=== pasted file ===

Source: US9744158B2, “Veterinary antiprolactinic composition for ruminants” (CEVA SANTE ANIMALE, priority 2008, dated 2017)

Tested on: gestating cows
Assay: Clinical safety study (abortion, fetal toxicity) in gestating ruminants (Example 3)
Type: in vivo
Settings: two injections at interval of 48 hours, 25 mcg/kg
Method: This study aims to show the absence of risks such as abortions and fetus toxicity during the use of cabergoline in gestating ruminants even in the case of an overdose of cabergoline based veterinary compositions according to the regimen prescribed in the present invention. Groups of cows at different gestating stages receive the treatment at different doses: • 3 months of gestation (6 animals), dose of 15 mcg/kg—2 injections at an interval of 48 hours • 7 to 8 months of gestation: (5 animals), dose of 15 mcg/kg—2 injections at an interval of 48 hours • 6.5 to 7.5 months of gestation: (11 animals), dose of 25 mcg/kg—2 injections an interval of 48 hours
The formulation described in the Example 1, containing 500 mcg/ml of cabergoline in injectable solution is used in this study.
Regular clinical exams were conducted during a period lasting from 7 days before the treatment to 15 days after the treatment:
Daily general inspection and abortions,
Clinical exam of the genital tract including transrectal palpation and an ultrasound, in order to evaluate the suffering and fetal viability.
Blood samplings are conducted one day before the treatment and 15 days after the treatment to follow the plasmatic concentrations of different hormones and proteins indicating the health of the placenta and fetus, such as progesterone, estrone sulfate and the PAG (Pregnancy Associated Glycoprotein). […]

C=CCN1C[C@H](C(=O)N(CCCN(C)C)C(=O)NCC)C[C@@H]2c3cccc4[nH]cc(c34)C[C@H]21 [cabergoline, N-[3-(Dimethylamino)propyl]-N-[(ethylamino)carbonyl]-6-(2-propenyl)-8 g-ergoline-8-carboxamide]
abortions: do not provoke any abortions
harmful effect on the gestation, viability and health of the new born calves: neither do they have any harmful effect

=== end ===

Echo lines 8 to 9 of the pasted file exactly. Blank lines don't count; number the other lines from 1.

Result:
Regular clinical exams were conducted during a period lasting from 7 days before the treatment to 15 days after the treatment:
Daily general inspection and abortions,